Seed make a scientifically-validated probiotic and prebiotic supplement to benefit digestive health. We spoke to co-founder Ara Katz about how the product can improve human and planetary health.
What inspired you to launch Seed?
The rise of ‘wellness’ has ushered in a wave of consumer enthusiasm and self-care, but also propelled a category filled with misleading messaging, questionable products, hyperbolic claims, and a shift away from science. We see this especially in our category—with “probiotics” being claimed on everything from potato chips to shampoo and mattresses. Misuse of the term has contributed to consumer confusion and skepticism of what is actually an incredibly rigorous field of scientific study.
I met my co-founder, Raja, when I was pregnant. My pregnancy and breastfeeding experience, paired with our mutual fascination with the microbiome (especially its critical impact during infant development) prompted the question ‘how can we set up a child for a healthy life?’. One question led to many around the possibilities of the microbiome—how bacteria will impact the health of ourselves and our planet—and culminated in a shared vision to set a new standard in consumer health.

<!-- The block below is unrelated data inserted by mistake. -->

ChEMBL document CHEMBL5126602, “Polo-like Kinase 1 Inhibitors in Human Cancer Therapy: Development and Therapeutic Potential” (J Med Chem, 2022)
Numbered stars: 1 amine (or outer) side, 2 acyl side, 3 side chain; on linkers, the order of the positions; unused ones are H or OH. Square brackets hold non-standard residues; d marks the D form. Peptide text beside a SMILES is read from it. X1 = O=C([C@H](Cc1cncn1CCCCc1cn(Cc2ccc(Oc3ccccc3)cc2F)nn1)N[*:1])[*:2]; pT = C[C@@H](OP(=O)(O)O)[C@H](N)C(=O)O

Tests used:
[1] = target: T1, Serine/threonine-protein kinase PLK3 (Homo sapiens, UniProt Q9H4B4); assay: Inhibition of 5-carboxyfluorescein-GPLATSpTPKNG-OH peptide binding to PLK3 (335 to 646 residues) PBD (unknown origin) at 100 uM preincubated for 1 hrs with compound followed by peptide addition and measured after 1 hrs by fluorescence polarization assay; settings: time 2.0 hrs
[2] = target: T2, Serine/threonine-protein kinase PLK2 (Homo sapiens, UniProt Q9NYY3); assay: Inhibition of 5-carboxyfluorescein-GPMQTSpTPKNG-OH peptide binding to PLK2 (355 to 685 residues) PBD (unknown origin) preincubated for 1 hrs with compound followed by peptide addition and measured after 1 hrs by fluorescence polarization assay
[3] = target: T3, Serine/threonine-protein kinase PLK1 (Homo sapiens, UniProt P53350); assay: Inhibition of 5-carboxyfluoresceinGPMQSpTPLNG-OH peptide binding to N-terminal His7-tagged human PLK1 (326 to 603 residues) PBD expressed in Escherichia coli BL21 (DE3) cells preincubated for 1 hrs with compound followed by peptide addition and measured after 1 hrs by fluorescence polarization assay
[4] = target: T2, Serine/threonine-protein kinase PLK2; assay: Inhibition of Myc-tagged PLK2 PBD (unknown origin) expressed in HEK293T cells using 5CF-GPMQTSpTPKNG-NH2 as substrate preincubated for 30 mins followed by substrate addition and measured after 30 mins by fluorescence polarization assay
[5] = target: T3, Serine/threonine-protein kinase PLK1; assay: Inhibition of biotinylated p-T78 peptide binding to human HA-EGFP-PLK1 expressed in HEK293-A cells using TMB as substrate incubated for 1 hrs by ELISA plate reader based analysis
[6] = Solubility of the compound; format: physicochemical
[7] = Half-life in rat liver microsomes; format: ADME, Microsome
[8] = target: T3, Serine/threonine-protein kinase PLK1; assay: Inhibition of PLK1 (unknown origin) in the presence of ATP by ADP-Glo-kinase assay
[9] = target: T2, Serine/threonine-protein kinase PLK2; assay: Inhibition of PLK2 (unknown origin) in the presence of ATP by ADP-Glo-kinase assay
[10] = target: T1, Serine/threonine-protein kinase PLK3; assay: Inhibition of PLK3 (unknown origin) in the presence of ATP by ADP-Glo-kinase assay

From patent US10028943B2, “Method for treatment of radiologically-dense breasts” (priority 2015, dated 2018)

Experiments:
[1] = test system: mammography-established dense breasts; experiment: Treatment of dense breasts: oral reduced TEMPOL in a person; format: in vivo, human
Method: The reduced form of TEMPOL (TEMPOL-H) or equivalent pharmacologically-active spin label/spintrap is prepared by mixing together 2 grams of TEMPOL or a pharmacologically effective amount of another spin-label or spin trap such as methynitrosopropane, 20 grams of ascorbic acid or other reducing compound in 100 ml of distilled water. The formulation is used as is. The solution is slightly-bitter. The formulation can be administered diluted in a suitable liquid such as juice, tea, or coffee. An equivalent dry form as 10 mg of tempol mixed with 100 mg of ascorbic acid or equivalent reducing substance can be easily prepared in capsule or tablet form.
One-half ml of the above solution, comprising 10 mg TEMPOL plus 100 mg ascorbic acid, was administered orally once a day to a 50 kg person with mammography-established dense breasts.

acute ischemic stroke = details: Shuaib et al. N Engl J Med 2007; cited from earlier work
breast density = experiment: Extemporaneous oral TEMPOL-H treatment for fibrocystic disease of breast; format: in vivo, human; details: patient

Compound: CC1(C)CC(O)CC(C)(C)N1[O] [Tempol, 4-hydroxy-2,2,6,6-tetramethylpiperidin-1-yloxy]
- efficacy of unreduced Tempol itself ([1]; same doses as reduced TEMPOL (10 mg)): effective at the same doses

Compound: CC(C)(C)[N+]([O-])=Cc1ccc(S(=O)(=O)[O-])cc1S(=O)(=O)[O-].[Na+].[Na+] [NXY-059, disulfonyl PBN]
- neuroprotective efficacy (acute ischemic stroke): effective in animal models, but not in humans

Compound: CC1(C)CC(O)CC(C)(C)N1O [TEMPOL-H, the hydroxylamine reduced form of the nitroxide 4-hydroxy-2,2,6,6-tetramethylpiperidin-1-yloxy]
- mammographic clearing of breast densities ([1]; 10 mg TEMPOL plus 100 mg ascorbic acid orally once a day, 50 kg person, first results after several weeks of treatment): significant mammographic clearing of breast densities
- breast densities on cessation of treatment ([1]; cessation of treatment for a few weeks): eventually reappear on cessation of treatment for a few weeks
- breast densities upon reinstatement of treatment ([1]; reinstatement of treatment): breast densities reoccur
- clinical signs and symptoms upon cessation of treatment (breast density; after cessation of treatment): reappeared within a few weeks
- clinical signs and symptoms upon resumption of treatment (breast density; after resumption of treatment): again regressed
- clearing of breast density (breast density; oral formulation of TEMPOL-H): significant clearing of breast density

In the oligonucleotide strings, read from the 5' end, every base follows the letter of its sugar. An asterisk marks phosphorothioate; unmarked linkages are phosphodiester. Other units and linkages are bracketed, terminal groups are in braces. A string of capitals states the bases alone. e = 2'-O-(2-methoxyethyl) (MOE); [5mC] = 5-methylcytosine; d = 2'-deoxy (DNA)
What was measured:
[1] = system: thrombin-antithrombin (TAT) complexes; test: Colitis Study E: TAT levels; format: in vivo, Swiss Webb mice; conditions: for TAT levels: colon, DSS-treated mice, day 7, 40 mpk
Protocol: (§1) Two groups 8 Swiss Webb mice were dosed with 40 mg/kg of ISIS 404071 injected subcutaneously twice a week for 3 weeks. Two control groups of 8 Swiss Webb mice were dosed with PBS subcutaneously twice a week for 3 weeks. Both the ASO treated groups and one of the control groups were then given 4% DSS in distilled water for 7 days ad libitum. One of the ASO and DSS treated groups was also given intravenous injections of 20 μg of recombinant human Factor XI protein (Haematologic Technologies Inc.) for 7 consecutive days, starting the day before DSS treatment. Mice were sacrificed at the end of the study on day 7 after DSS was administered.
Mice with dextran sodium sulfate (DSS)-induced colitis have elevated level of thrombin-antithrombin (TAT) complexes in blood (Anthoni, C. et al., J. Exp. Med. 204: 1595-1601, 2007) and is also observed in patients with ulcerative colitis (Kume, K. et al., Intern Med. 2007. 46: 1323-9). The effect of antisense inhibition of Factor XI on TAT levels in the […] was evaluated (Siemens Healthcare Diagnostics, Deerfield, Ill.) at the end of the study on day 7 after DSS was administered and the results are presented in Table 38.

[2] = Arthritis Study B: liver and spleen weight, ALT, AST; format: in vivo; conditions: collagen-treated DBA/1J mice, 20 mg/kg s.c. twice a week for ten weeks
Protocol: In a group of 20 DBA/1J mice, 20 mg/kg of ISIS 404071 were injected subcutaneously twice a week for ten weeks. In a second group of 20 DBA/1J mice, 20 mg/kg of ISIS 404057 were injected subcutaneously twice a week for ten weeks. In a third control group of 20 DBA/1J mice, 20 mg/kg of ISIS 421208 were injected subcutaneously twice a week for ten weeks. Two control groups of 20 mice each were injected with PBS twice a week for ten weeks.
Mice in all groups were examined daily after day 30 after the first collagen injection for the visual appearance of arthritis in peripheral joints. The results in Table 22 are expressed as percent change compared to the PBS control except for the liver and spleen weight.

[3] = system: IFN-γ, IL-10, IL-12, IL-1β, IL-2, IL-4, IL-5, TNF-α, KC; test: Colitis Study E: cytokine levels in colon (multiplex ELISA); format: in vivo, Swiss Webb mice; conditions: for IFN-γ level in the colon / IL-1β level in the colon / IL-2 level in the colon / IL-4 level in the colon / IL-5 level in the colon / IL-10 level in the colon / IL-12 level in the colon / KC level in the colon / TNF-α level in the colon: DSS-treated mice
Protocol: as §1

We founded Seed to reclaim the term ‘probiotics’ for science and to set a new standard for precision, efficacy, and education.
What have been your biggest milestones and triumphs until now?
- First and foremost, deciding to become co-founders—we are incredibly symbiotic business partners and the strength of our relationship and quality of our communication is the primary reason for our success to date.
- Assembling the extraordinary group of scientists we work with, who are not only global leaders in their respective fields, but are deeply humanistic in their pursuit of science that has the potential to profoundly impact human and environmental health.
- Launching our consumer brand, Seed, with our flagship Daily Synbiotic—a product that has a meaningful health impact and under a brand that values education and the integrity of how science is communicated.
- Establishing SeedLabs and developing a probiotic for honey bees.
- Running a startup with a 3 year old. That’s probably the biggest.
What are your sustainable priorities for the business?